I don’t know about the track record of Christopher Ketcham, the author of this Radar piece explaining the "big thing" that that made Jim Comey object to the warrantless wiretapping program so aggressively in March 2004. But it sounds like a plausible explanation.

Ketcham describes a database of Americans who, in case the government ever implements its Continuity of Government program in a time of national emergency, can be rounded up and jailed.

[snip]

According to a senior government official who served with high-level security clearances in five administrations, "There exists a database of Americans, who, often for the slightest and most trivial reason, are considered unfriendly, and who, in a time of panic, might be incarcerated. The database can identify and locate perceived ‘enemies of the state’ almost instantaneously." He and other sources tell Radar that the database is sometimes referred to by the code name Main Core. One knowledgeable source claims that 8 million Americans are now listed in Main Core as potentially suspect. In the event of a national emergency, these people could be subject to everything from heightened surveillance and tracking to direct questioning and possibly even detention.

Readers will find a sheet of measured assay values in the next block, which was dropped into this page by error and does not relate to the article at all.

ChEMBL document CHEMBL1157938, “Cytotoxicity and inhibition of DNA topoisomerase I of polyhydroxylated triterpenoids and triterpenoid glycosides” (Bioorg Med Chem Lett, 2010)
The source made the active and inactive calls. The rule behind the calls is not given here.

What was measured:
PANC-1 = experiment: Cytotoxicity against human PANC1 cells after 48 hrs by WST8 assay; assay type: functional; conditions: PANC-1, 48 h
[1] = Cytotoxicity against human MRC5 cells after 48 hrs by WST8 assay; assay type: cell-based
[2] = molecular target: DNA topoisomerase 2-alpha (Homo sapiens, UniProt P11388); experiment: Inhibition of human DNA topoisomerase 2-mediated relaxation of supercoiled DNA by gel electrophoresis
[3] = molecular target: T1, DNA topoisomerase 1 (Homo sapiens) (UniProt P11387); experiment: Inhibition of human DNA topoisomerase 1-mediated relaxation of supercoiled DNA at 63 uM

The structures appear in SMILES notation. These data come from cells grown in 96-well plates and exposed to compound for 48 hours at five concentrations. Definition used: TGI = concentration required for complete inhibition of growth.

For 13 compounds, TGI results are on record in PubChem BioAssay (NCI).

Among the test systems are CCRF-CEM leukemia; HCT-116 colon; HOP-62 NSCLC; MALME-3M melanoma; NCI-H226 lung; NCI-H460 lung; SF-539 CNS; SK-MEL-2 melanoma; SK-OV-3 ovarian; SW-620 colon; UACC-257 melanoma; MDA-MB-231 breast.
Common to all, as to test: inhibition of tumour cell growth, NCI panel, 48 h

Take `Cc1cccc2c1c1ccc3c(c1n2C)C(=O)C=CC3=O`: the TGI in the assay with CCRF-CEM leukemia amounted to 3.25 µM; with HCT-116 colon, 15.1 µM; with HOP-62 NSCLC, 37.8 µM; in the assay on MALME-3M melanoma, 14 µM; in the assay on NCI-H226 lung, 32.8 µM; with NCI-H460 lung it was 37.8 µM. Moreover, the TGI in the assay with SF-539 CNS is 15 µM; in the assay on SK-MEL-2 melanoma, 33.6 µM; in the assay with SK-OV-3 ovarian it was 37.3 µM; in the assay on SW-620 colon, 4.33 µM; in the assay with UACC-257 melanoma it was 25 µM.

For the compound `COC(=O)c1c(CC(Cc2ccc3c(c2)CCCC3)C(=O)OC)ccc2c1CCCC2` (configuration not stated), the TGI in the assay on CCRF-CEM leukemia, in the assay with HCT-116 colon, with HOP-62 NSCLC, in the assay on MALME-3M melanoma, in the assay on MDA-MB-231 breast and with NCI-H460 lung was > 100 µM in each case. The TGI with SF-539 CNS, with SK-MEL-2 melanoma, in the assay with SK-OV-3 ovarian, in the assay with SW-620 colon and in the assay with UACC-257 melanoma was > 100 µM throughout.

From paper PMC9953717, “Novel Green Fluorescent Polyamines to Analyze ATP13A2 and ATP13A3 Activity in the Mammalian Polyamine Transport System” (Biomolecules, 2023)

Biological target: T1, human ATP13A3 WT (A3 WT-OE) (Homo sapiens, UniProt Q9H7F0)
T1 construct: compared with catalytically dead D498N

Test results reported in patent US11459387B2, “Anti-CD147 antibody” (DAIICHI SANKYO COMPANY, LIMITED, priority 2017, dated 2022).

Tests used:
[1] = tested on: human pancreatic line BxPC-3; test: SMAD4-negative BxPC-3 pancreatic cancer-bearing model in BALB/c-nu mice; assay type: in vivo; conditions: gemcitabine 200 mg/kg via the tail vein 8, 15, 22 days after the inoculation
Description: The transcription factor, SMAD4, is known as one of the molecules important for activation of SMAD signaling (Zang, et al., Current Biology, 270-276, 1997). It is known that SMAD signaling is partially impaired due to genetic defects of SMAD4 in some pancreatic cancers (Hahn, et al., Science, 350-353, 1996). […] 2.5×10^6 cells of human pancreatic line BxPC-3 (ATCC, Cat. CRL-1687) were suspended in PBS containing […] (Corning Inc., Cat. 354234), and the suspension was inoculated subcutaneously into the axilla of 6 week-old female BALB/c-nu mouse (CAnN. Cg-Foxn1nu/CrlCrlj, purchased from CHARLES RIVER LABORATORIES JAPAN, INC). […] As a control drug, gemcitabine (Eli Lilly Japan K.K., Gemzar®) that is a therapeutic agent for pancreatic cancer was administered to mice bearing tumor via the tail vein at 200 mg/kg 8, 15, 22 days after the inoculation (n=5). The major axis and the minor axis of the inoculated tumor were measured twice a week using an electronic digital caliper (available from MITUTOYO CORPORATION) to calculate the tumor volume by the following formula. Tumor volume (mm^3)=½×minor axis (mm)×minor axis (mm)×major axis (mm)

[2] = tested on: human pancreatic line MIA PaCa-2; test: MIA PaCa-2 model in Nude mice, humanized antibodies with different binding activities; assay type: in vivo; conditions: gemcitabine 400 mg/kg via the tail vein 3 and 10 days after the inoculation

[snip]

Ketcham goes on to explain that the Bush Administration was cross-referencing Main Core with its warrantless wiretap program. I’m not entirely clear whether Ketcham is saying BushCo used Main Core to come up with potential targets of warrantless wiretapping, or whether they used the warrantless wiretapping intercepts to add to Main Core–I think, but am not positive–it’s the latter.